Obstacles To Faith
Though we’ve covered some of the ways of encouraging spiritual growth and the importance spiritual growth, it’s necessary to remember that we can’t force our children or any other children to accept our beliefs. It’s ultimately a choice they will have to make on their own. Sometimes the choice is made more difficult though by the examples children see (i.e. hypocritical) or other obstacles that hinder the understanding of and truth of the Bible.
Thomas says the main obstacle is the “Lack of observable, detectable patterns of the integrated life. The people they look up to, don’t demonstrate a clear form of relying and depending on God in matters large and small. They see that the faith life is marginalized, compartmentalized for private experiences, not public – a duality. Another reason for tune out for older kids is the absence of training and opportunities to think and communicate their faith, to defend and make a case for Christianity up and against skepticism and competing world views. They see big disconnects between saying and doing. They see big decisions being made, but don’t see the spiritual work-through, especially through challenging times, not just the sunny side. Also discouraging or not taking their questions, doubts seriously.
Donna adds, “There are many different reasons children reject the faith: 1) Because Christianity is forced upon them vs making it a relationship. 2) They sometimes feel that their parents have double standards. 3) Sometimes kids feel that their parents put more time into others and not into them. Making them 2nd priority. 4) Sometimes they are more worried about the action vs being. Works vs grace. Or what others think of them.”
As Christians, we are all flawed in how we live out our faith, but it’s important to be upfront and honest about our shortcomings as people, even as family leaders. Wouldn’t it be a much more powerful to admit a mistake in front of your children, than for them to think you are perfect?
Don talks about the pressures of being a pastor and having children in the spotlight so-to-speak, “As for ‘Pastor’s kid syndrome,’ this is a unique situation all in itself that most lay-children will not have to face. PK syndrome goes beyond Sunday School and its negative effects shouldn’t necessarily be attributed to good or bad Sunday Schooling. PKs have to deal with additional social pressures from the congregation along with normal peer and parental pressures.”
“‘Shouldn’t you know that? You’re the pastor’s kid?!’ An adult member said jokingly to my daughter once and I wanted to punch them because though it was said in jest, it just adds to the pressures pastor’s kids have to face.”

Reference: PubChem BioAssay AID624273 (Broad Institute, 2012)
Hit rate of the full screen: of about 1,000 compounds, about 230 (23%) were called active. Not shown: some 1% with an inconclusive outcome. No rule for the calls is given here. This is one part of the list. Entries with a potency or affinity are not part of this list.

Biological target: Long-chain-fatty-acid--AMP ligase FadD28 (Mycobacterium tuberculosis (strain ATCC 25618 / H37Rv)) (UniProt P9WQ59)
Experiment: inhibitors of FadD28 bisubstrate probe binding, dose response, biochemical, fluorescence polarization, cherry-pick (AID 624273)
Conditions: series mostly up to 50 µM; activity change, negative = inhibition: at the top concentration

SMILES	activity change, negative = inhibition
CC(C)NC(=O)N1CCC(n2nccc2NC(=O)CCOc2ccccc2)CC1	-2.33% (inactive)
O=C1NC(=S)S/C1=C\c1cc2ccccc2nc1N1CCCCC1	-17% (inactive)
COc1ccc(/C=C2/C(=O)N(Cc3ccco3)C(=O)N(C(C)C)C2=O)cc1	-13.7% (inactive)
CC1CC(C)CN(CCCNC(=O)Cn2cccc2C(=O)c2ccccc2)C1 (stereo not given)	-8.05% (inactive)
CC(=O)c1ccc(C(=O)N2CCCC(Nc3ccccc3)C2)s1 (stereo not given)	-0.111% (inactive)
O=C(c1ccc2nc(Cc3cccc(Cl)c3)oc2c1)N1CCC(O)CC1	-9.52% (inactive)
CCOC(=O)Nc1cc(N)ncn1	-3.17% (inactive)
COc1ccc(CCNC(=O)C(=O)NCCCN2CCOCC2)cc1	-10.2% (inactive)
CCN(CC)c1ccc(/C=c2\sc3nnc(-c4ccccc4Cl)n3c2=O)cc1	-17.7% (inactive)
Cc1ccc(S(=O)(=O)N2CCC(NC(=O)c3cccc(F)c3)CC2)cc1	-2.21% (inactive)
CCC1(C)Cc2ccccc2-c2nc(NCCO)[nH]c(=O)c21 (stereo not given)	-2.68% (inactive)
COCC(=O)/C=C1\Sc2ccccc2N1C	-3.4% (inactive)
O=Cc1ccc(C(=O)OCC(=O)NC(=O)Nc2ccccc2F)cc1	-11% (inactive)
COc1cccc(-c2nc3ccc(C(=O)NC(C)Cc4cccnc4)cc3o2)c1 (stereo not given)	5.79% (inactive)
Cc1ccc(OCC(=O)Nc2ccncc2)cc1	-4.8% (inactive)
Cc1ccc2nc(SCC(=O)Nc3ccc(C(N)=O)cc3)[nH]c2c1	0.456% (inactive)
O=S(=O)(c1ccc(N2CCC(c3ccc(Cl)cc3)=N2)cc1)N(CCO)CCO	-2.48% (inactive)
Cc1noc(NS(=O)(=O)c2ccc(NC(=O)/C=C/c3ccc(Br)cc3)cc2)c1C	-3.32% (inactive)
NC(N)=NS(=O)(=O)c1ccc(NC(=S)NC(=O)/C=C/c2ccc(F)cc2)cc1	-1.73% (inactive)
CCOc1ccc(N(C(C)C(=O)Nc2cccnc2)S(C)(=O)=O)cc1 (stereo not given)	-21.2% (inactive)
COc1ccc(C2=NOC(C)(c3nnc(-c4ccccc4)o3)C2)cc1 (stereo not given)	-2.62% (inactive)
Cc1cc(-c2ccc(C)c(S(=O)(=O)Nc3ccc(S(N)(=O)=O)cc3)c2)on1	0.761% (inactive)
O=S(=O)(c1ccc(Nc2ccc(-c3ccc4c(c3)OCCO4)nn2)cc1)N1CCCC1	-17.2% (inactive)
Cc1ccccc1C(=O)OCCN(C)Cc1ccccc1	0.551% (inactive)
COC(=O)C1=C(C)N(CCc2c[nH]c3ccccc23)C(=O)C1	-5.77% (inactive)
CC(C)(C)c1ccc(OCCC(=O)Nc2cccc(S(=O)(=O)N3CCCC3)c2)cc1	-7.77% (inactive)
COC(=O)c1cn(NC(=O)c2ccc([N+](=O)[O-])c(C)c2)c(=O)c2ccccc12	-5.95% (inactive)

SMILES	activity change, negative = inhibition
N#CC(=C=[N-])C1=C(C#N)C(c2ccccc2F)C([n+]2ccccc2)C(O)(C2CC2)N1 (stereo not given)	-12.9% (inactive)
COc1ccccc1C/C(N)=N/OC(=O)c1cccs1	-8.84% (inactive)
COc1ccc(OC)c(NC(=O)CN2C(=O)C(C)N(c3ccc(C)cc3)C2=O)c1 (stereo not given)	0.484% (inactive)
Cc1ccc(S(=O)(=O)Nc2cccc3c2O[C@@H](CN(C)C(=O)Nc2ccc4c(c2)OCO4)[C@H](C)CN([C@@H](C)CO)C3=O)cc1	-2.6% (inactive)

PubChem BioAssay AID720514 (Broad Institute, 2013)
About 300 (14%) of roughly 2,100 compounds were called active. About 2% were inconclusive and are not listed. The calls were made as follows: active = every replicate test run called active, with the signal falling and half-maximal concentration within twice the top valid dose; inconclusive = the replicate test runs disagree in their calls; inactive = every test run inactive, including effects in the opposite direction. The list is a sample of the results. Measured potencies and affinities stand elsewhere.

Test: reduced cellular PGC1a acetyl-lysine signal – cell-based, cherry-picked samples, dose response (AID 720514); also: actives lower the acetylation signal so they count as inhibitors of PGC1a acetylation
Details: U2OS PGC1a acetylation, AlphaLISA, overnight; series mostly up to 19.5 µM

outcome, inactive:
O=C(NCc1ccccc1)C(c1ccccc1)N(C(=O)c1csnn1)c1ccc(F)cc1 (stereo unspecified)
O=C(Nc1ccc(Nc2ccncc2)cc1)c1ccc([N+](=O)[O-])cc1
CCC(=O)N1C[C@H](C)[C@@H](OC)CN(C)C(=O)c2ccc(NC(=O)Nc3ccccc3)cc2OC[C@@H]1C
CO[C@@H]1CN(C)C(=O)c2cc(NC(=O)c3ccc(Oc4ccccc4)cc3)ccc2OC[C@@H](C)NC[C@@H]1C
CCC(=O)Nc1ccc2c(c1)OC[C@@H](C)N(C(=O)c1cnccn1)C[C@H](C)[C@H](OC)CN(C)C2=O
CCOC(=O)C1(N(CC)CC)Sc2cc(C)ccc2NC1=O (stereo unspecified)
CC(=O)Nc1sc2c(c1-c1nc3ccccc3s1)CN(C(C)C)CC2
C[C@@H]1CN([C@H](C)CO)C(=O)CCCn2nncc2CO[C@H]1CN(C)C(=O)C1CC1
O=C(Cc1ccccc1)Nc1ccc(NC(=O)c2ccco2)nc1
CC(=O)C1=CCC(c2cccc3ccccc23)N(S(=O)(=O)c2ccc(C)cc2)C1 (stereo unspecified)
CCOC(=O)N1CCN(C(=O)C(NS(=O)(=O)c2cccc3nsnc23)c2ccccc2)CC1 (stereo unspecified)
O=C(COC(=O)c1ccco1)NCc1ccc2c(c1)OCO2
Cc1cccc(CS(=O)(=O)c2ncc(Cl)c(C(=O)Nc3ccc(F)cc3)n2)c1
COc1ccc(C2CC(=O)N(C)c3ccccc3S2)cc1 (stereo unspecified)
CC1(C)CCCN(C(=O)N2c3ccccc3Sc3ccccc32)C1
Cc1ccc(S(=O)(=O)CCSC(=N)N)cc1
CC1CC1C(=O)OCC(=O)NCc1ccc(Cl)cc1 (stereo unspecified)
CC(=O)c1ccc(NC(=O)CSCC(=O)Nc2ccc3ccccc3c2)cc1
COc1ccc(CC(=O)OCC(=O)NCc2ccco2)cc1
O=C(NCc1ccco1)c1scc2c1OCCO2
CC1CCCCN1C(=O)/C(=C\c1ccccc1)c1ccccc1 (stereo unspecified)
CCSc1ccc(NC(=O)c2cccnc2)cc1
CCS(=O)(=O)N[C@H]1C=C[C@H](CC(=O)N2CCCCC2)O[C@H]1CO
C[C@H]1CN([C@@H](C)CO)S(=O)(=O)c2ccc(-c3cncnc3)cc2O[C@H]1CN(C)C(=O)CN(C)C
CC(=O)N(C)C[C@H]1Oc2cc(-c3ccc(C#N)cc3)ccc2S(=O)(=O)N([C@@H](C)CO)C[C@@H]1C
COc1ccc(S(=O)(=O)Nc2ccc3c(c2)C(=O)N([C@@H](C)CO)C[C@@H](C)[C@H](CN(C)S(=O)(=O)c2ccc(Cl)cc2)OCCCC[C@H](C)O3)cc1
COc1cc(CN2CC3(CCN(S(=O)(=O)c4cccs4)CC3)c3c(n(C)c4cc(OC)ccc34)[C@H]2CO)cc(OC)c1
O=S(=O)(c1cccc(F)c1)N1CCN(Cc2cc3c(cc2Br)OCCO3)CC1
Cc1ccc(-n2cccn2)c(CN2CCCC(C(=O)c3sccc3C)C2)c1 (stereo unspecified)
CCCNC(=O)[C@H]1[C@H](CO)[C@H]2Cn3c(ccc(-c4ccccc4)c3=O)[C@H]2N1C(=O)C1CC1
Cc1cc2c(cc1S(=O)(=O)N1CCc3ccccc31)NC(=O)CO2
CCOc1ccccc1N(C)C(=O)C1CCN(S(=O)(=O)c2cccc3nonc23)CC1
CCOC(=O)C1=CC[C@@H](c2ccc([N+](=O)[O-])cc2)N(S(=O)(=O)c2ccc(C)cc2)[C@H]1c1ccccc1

Intentionality in their spiritual growth also plays out in our actions as parents. As parents, do we really believe in and depend on Jesus? Or have we reduced our faith to an hour on Sunday and possibly a midweek small group meeting? Kids are observant. They know. How often do we bring up how good Jesus has been in our conversations at home? Is God present at home or is his presence assumed? If it’s the latter, I’d doubt the children pick up on those assumptions.
Choosing A Church For Your Children?
Many families feel that the spiritual growth of their children is more important that their own spiritual growth and will choose a church because it has a strong children’s ministry. While some argue that the Biblical foundation laid at a young age through Sunday School is extremely important, others argue that if the parents aren’t being equally spiritually encouraged in their own life, that it may have more of an adverse affect on a child’s spiritual foundation than good teaching can produce.
Thomas says, “We chose our church specifically for the children’s program. While we recognize that church is a family affair, in that it should provide sustenance and engagement for the whole family, we believe that during the kids formative years, we’ll prioritize their spiritual development.”
Thomas also adds, “Both parents and Sunday school teachers should understand that we’re partners in the child’s spiritual development, that it’s a shared responsibility, that we have a vested interest, and our goal is common.”
Donna says, “I think that we as parents are ultimately responsible for our children’s spiritual growth. The church is only there to help guide us. It truly takes a village to raise your children.”
Don adds, “As for Sunday school, I believe it’s a great supplement and catalyst to their spiritual growth, but whatever is learned and experienced needs to be lived out at home. It’s like trying to learn French. If you go to an hour long class for once a week and French is not spoken at home at all, you may pick up a few words here and there, but you won’t master the language. You could be learning from the greatest French linguist, but it won’t necessarily produce better results. However, if my child goes to that class once a week and it’s also spoken at home with parents and other family members, the child’s fluency in French will skyrocket.”
Being A Good Example Of Jesus
Living by example and living life as Jesus would is so important in raising up children well. So much of our own behavior and habits we learned from our own parents: the examples set by them, we undoubtedly imitate in someway, if not many ways. How can we let Christ shine in our parenting?
Thomas believes, “It is important to find the right moments and opportunities then vary the application methods. It is living it out while teaching, but doing the best to make it consistent, at home, in public, when kids are present or not.”
Don says, “As for other practical steps, I know of a few parents that hold weekly family worship services where they sing a song and read through the Bible. That’s amazing! I grew up in a similar context, but never really enjoyed it when I was a kid. However, now that I’m older, I do appreciate my parents for their intentionality with the time together and the discipline it took.”
In addition Don says, “I had some awesome Sunday school teachers growing up. They made me want to come back each Sunday. They helped shape a strong foundation in my faith. I also had awesome parents that lived their life in a firm faith through highs and lows, through arguments and laughter that helped make that foundation unbreakable.”
Even though my own son is only three and a half now, I still need to keep in mind a lot of the wisdom that my friends have imparted to me. How will I choose to integrate God in my life in a way that will be both real and practical? Will I let my children see me depend on God in the good times and bad? How active will my prayer life be? When and how will I show my child weakness and rely on God? It is a challenge for sure, but a challenge worth pursuing. If we can’t live out our faith in front of our children, how can we live out our faith in the presence of anyone else and share Christ with those around us?